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The Student News Site of Texas A&M University - College Station

The Battalion

The Student News Site of Texas A&M University - College Station

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Senate against finance major limitation

The Texas A&M Student Senate passed emergency legislation at a meeting Wednesday in response to a concern from business students about recent limitations on degree plan possibilities.
Mays Business School sent an e-mail April 29 informing students that they would no longer be allowing double majors in finance. Senators were quick to draft a bill showing support of the finance double major option.
“This is completely unacceptable,” said Rules and Regulations Chairman Mike Simmons. “This is something that we need to address now. This is something that affects students now.”
The policy affects current students in the finance department who desire a double major outside of the department and students in another field wanting to get a double major in finance.
Senators said the policy was extremely limiting to business students, who wait to declare a degree concentration until junior year. Under the established double major limitations, students who entered A&M with the goal of a finance double major are facing an altered academic course schedule.
Senators said communication needed to be opened to hear the explanation for the decision.
“Take a step back. Talk to us first,” said Matthew Wey, a senior accounting major and academic affairs chairman. “Send an e-mail explaining why [Mays Business School] made this decision.”
The Mays Double Major Support Bill passed unanimously through the Senate.
Senators also debated emergency legislation regarding the Sustainability Survey on the April election ballot.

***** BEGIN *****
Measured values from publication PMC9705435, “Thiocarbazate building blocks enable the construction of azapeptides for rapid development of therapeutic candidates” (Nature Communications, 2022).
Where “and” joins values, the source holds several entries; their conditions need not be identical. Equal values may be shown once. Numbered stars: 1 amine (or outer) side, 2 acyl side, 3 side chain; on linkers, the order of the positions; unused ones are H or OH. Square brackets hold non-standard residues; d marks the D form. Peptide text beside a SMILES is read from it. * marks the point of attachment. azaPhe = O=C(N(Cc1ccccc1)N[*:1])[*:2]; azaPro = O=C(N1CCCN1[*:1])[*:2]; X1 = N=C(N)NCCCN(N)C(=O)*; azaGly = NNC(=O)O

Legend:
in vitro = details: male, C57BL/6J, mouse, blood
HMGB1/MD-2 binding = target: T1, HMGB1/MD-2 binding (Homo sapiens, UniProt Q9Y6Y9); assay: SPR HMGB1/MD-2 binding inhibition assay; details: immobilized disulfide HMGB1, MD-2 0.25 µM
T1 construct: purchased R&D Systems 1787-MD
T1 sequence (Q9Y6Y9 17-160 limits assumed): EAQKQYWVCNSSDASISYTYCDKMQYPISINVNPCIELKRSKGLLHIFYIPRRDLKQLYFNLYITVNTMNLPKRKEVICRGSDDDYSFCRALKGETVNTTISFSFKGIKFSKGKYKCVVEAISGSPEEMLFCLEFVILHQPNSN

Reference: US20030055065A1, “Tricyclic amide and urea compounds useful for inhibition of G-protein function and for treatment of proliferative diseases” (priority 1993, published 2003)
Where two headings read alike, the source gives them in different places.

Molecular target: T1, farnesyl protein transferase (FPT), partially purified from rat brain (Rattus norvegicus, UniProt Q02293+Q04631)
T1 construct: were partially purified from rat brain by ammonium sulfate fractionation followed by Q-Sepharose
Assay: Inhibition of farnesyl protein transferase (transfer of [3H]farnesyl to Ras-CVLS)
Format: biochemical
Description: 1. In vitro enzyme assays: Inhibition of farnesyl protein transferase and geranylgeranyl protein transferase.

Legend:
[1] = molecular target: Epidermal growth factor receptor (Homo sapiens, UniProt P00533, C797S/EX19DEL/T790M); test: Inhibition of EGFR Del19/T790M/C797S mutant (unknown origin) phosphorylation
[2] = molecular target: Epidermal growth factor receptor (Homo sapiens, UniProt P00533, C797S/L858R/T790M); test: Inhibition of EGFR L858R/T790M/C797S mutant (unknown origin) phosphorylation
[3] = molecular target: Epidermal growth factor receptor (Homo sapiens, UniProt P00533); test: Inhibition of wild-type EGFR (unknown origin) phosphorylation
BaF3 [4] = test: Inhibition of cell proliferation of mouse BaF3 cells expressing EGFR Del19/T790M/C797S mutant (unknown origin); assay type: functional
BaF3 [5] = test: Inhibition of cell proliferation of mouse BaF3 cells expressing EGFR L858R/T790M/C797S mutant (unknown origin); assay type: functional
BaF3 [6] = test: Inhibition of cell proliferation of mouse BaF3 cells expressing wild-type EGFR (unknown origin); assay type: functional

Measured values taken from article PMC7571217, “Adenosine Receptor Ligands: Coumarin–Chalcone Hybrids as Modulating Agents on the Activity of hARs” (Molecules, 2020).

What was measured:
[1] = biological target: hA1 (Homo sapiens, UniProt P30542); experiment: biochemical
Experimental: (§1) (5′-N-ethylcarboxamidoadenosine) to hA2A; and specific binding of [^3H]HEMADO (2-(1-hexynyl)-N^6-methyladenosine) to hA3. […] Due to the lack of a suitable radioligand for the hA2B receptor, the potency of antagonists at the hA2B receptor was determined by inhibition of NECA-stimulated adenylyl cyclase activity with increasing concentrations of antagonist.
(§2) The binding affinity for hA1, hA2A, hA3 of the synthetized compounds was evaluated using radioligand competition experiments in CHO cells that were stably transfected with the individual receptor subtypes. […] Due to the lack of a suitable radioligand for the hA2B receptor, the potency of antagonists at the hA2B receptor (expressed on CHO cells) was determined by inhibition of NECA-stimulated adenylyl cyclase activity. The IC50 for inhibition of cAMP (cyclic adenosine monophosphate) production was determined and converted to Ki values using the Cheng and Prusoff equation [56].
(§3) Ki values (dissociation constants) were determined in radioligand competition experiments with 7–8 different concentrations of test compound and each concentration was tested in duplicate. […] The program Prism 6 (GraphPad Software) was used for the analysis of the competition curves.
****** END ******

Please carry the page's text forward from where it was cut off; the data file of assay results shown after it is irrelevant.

In the referendum question, students were asked if they supported greater efforts by the University to increase sustainability measures using existing budget funds. Seventy-six percent of participants – 10,560 students – voted “yes” to the question.
Recently, however, senators have shown concern that the positive results from this referendum have been used in a different light. The Texas Legislature is considering a bill that would allow Texas universities the option to implement a fee of up to $5 for sustainability practices. Under the bill statutes, such a fee would be applied at a university after approval through a student referendum.
Senators worried that the referendum could be used as evidence that A&M students supported such a fee.
“We need to make sure that we clarify as Student Government what this referendum was for,” Simmons said. “This was not a preapproval of that fee. It was a preapproval of sustainability programs.”
The Environmental Issues Committee, EIC, who originated the referendum, also echoed the fact that the question was not meant to reflect student opinion on a sustainability fee.
“EIC initiated the referendum in order to gage student input on sustainable services, in order to propose to the campus administration asking them to give higher priority and an investment so students can have access to these services on campus,” said Amanda Grosgebauer, senior English major and EIC chairwoman. “And thus far, that is exactly how the referendum has been used.”
Student Senate did not take an opinion regarding the possible future enactment of a sustainability fee. Senators and bill authors desired to clarify for the Texas Legislature that the previous referendum did not specifically address a fee.
“When a student votes on a referendum, there should be no worry about what this vote means; that should be explicitly stated,” said Tanner Wilson, junior applied math and science major and student services chairman. “The purpose of this bill is so that the Texas Legislature knows that this was not a referendum for a bill; it was for sustainability out of the existing budget.”
Vote breakdownThe Sustainability Referendum Opinion Bill passed with a vote of 43 for, 14 against and one abstention.

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